Monday, March 2, 2015

Birding the Bug Lites

Our final stop in the week's trip was a couple days at Rancho Naturalista.  We started our first morning well before dawn with a couple hours (that went remarkably fast) birding the bug lights.  The bug lights were some lights that shined upon a bed sheet hung up under a pavilion designed to attract moths.  Some of the birds of the forest interior will leave their dark haunts to come out into the open and hunt the insects.  Vernon's flashlight made them identifiable.

Two woodcreepers started the show.  This is Plain-brown Woodcreeper.  The dark malar is probably their most distinctive mark.

While I'd seen Plain-brown once before, Spotted Woodcreeper was new.  It was larger than I expected and somewhat shier than its cousin.

I'd seen Buff-throated Foliage-gleaner once before, but these were definitely my best pics of one even if there's definitely still room for improvement.

This isn't the first time I've seen Golden-crowned Warbler with flashlights (we'd birded some street lights along the main path in Arenal 2 years ago).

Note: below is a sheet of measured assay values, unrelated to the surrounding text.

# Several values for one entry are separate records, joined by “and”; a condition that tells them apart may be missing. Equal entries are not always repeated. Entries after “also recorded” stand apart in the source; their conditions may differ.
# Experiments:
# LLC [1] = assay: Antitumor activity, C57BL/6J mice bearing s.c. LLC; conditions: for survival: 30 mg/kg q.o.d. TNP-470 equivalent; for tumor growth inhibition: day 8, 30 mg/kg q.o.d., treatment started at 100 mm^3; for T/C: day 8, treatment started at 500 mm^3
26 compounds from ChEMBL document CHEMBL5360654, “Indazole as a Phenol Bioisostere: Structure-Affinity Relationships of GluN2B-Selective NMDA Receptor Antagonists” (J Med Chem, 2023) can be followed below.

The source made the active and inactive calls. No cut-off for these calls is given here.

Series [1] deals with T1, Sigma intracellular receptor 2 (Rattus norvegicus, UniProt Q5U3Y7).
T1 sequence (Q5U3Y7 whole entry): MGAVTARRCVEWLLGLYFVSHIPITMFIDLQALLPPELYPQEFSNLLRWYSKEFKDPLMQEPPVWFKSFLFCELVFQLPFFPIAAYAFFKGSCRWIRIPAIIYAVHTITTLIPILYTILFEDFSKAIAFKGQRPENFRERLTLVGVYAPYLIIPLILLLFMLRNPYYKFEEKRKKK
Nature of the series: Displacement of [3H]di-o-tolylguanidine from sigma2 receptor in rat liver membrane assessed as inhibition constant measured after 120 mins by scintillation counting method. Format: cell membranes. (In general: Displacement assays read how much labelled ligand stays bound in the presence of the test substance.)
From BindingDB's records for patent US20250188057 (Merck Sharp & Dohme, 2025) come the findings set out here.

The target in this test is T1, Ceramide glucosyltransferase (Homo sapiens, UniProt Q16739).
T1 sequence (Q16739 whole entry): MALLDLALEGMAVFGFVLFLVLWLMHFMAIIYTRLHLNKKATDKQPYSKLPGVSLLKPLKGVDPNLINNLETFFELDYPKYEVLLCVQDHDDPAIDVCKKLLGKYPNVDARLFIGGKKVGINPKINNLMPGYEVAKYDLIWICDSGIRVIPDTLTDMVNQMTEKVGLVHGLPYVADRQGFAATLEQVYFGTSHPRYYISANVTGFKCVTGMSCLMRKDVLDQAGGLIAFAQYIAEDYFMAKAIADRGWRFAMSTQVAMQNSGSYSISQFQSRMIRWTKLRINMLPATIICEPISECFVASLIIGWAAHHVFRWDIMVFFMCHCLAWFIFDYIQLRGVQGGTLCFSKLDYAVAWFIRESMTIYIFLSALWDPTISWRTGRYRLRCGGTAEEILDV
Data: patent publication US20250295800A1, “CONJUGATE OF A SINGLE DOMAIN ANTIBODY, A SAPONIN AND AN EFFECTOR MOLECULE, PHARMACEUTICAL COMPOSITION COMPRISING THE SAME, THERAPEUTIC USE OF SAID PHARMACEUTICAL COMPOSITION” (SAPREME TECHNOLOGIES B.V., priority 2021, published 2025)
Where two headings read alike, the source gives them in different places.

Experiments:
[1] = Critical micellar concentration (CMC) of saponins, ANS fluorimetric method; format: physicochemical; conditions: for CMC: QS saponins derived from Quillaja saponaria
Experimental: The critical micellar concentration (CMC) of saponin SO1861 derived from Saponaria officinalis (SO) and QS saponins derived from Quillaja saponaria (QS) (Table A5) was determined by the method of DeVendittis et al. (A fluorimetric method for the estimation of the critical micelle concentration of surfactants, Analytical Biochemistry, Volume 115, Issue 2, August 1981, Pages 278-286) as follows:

It'd be fun to try this strategy in North America.  You don't usually see Kentuckies this well.

Given that insects were the quarry it shouldn't be surprising that some flycatchers were represented, first Dusky-capped,

the ever excitable Bright-rumped Attila,

and the very local Tawny-chested Flycatcher, a bird seen perhaps more easily at Rancho than anywhere else in the world....

We heard White-breasted Wood-wren a few times on the trip.  Our best views were here though.

Finally Red-throated Ant-tanager, a bird that was actually fairly common in the forest at Rancho,

and Orange-billed Sparrow, another underbrush skulker.

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